Reportedly, some U.S. officials said that Trump's press conference contained several pieces of information that were inaccurate, highly classified, or tactically sensitive. These allegations have yet to be proven or substantiated.
Chairman of the Joint Chiefs of Staff Mark A. Milley said during a Pentagon briefing that Baghdadi's corpse disposal "was handled appropriately", initially adding that Washington had no plans to release images of his death, but later showed footage of the raid during a briefing on October 30. Baghdadi was buried at sea and afforded Islamic rites, three anonymous U.S. officials told Reuters and a Pentagon source told AFP. An aide of Baghdadi who handled logistics was the other man killed according to Iraqi officials. United States secretary of state Mike Pompeo said that two wives of al-Baghdadi were also killed in the raid.
Trump said no U.S. soldiers were injured, but Secretary of Defense Mark Esper said two had been lightly injured during the raid. An American Special Operations Military Working Dog (SOMWD), a male Belgian Malinois named Conan, who chased Baghdadi, was treated for his injuries and returned to work on October 28. During a news conference that day, Esper and Milley declined to identify him for security reasons; Trump released a declassified photograph of him later in the day. The dog was injured due to live electrical cables that were exposed, according to McKenzie.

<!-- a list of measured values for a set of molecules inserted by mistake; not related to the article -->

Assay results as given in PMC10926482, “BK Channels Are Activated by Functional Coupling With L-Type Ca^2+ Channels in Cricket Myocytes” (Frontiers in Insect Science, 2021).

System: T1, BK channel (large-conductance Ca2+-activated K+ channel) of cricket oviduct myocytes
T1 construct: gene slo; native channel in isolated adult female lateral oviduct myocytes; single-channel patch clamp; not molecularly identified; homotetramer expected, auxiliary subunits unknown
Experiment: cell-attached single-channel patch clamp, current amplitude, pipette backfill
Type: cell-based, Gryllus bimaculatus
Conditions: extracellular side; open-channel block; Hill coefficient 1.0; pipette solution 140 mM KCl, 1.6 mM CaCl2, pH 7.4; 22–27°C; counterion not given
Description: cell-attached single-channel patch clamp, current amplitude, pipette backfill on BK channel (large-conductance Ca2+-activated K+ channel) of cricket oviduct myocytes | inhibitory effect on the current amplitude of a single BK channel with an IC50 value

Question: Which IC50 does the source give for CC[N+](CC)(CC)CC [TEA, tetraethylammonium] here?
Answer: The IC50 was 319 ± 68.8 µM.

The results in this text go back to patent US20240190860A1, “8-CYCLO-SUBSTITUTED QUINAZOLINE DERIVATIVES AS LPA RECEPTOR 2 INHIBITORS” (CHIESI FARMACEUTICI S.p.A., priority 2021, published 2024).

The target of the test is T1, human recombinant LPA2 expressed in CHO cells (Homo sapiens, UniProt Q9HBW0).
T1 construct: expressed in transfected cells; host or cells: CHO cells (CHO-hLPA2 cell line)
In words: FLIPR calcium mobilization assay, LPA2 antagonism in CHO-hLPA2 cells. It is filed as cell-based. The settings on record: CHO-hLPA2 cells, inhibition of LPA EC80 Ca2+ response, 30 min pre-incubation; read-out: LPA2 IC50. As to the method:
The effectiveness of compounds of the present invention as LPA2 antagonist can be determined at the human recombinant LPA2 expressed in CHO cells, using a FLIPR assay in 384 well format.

According to the Syrian Observatory for Human Rights (SOHR) war monitor, Delta Force killed nine people, including one child, two women and some high-ranking ISIL leaders. Baghdadi's suicide vest killed two more children, reportedly his own. The Americans captured two militants and eleven children. General Frank McKenzie said six ISIL members, which included four women and another man asides from Baghdadi, were killed in the operation. The raid also killed about 10 to 15 members of other groups who engaged American forces.